Mexico often receives a bad reputation, especially if what you hear is coming from the U.S. When I decided to travel here by myself the majority of people were immediately concerned for my safety and did not quite understand the appeal of this wonderful country. Luckily I have an openminded and adventurous mother who encouraged me to visit Mexico and gave me plenty of ideas of where to go. It’s been seven weeks since I’ve embarked on my travel adventures and my mom, who inspired the beginning of my travels in Mexico City, has now joined me for ten days traveling through Guanajuato, San Miguel de Allende, and the Monarch Butterfly Biosphere Reserve!
Before grabbing our rental car and hitting the road, we spent one night in Mexico City at the outstanding Red Tree House B&B in Condesa. I saw for myself the appeal of this hotel and why it is so highly praised. The staff is exceptionally friendly and are often interacting with guests. The inclusive evening happy hour encourages interactions between guests, creating a friendly and engaging atmosphere. I found my self seated by the fireplace with a glass of wine talking to several other guests throughout the evening as I waited for my mom to arrive. I was even invited to dinner by a very kind Canadian couple. A hotel that encourages this type of interaction between guests is rare but extremely special. I had the greatest time meeting other travelers and enjoying the marvelous space. It felt like luxury after being in a hostel for 7 weeks. If the atmosphere wasn’t incredible enough, the breakfast was absolutely splendid, as you can see above.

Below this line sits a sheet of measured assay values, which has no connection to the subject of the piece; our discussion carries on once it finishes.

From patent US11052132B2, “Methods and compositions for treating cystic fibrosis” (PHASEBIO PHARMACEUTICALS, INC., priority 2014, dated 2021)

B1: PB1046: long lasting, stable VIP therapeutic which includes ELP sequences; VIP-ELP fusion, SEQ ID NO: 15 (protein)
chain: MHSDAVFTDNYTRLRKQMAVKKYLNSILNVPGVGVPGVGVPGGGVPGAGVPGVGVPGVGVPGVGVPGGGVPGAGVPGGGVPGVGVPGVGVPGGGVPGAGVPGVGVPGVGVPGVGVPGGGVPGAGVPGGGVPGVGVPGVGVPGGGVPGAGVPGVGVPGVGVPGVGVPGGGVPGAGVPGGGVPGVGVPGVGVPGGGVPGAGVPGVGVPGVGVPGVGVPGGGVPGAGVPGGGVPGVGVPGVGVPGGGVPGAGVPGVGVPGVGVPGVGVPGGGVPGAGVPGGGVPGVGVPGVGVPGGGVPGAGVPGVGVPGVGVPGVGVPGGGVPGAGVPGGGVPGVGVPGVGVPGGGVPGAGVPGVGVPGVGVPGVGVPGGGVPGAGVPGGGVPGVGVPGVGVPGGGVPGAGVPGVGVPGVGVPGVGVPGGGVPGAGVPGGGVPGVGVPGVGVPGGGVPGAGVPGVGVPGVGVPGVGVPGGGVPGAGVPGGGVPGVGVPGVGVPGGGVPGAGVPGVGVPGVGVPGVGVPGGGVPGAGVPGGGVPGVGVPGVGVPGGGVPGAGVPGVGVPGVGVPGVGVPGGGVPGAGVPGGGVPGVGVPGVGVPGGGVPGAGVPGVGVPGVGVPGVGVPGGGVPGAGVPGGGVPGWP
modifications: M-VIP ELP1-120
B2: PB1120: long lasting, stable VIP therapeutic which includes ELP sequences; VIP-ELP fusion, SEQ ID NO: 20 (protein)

Our first full day in Guanajuato happened to also be my birthday. We had a large breakfast on our apartment’s rooftop terrace in the morning sun. We spent at least an hour enjoying the space before exploring town. Guanajuato is a colorful colonial town with a notable silver mining history and today is a vibrant university town. The brightly colored buildings appear to be built almost on top of one another as they are situated one above another, climbing up the mountainsides. It is an extremely walkable town where you can see the highlights (Plaza de San Fernando, San Roque Square, Basilica de Nuestra Señora, and The University of Guanajuato ) in one full day. After seeing the sights we grabbed a bottle of wine to enjoy on the terrace only to discover our wine opener was a faulty one. After a half hour trying about ten different techniques we were able to open the bottle and enjoy a well deserved glass. We had the dinner at the highly rated Los Campos where my mom and I shared corn and jalapeño fritters to start and I had an ancho chile stuffed with braised pork in ancho salsa on a bed of creamy pearl barley with huitlacoche topped with grilled corn and nopal. I would recommend this place for its creative preparation of traditional Mexican ingredients. It was a great day and an excellent birthday that I was lucky enough to share with my mom.
Our second full day was spent strolling through the city and relaxing in the Reforma Garden surrounded by mature, full trees. We waited until closer to sunset to take the funicular up for a gorgeous panoramic view of the city when the light was just right.
San Miguel de Allende